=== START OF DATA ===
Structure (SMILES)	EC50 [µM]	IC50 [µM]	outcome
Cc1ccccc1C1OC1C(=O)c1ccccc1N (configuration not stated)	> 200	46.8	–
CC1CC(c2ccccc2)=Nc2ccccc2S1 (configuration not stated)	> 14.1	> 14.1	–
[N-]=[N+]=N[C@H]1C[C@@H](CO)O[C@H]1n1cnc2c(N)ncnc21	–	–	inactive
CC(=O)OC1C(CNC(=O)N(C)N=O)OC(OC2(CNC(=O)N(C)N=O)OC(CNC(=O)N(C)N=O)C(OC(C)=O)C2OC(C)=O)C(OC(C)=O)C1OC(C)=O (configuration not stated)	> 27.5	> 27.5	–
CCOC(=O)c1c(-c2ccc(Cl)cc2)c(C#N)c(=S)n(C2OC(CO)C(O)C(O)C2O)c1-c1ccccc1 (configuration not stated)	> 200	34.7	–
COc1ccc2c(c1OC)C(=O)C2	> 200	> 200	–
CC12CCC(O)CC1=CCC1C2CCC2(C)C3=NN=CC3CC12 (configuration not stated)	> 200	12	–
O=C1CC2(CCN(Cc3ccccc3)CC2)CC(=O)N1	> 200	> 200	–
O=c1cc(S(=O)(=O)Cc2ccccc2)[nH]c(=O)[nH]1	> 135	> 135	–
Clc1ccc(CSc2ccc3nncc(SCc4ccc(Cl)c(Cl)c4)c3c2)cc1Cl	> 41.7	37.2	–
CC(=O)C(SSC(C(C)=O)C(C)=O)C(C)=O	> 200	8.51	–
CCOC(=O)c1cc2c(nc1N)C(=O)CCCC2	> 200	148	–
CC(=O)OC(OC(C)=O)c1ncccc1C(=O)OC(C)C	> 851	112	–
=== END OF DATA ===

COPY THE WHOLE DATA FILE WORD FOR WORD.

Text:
Structure (SMILES)	EC50 [µM]	IC50 [µM]	outcome
Cc1ccccc1C1OC1C(=O)c1ccccc1N (configuration not stated)	> 200	46.8	–
CC1CC(c2ccccc2)=Nc2ccccc2S1 (configuration not stated)	> 14.1	> 14.1	–
[N-]=[N+]=N[C@H]1C[C@@H](CO)O[C@H]1n1cnc2c(N)ncnc21	–	–	inactive
CC(=O)OC1C(CNC(=O)N(C)N=O)OC(OC2(CNC(=O)N(C)N=O)OC(CNC(=O)N(C)N=O)C(OC(C)=O)C2OC(C)=O)C(OC(C)=O)C1OC(C)=O (configuration not stated)	> 27.5	> 27.5	–
CCOC(=O)c1c(-c2ccc(Cl)cc2)c(C#N)c(=S)n(C2OC(CO)C(O)C(O)C2O)c1-c1ccccc1 (configuration not stated)	> 200	34.7	–
COc1ccc2c(c1OC)C(=O)C2	> 200	> 200	–
CC12CCC(O)CC1=CCC1C2CCC2(C)C3=NN=CC3CC12 (configuration not stated)	> 200	12	–
O=C1CC2(CCN(Cc3ccccc3)CC2)CC(=O)N1	> 200	> 200	–
O=c1cc(S(=O)(=O)Cc2ccccc2)[nH]c(=O)[nH]1	> 135	> 135	–
Clc1ccc(CSc2ccc3nncc(SCc4ccc(Cl)c(Cl)c4)c3c2)cc1Cl	> 41.7	37.2	–
CC(=O)C(SSC(C(C)=O)C(C)=O)C(C)=O	> 200	8.51	–
CCOC(=O)c1cc2c(nc1N)C(=O)CCCC2	> 200	148	–
CC(=O)OC(OC(C)=O)c1ncccc1C(=O)OC(C)C	> 851	112	–